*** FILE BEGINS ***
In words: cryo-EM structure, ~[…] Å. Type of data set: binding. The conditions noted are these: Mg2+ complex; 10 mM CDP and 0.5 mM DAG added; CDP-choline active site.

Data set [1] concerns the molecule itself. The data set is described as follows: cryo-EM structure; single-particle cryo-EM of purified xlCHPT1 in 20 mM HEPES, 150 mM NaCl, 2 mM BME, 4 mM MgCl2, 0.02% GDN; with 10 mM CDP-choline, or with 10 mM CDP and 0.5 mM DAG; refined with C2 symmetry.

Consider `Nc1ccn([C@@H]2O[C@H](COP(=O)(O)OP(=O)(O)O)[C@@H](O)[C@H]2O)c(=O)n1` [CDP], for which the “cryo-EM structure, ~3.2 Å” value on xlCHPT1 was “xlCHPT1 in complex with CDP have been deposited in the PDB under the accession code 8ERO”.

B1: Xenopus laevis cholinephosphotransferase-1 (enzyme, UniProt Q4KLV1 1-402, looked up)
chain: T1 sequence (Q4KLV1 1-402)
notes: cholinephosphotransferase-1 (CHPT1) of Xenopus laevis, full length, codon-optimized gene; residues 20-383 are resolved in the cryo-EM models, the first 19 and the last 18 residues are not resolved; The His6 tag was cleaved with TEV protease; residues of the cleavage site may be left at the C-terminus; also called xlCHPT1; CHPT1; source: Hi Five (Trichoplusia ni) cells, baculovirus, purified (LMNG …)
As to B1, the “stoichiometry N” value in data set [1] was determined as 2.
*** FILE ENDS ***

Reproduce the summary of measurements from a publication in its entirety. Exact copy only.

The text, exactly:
In words: cryo-EM structure, ~[…] Å. Type of data set: binding. The conditions noted are these: Mg2+ complex; 10 mM CDP and 0.5 mM DAG added; CDP-choline active site.

Data set [1] concerns the molecule itself. The data set is described as follows: cryo-EM structure; single-particle cryo-EM of purified xlCHPT1 in 20 mM HEPES, 150 mM NaCl, 2 mM BME, 4 mM MgCl2, 0.02% GDN; with 10 mM CDP-choline, or with 10 mM CDP and 0.5 mM DAG; refined with C2 symmetry.

Consider `Nc1ccn([C@@H]2O[C@H](COP(=O)(O)OP(=O)(O)O)[C@@H](O)[C@H]2O)c(=O)n1` [CDP], for which the “cryo-EM structure, ~3.2 Å” value on xlCHPT1 was “xlCHPT1 in complex with CDP have been deposited in the PDB under the accession code 8ERO”.

B1: Xenopus laevis cholinephosphotransferase-1 (enzyme, UniProt Q4KLV1 1-402, looked up)
chain: T1 sequence (Q4KLV1 1-402)
notes: cholinephosphotransferase-1 (CHPT1) of Xenopus laevis, full length, codon-optimized gene; residues 20-383 are resolved in the cryo-EM models, the first 19 and the last 18 residues are not resolved; The His6 tag was cleaved with TEV protease; residues of the cleavage site may be left at the C-terminus; also called xlCHPT1; CHPT1; source: Hi Five (Trichoplusia ni) cells, baculovirus, purified (LMNG …)
As to B1, the “stoichiometry N” value in data set [1] was determined as 2.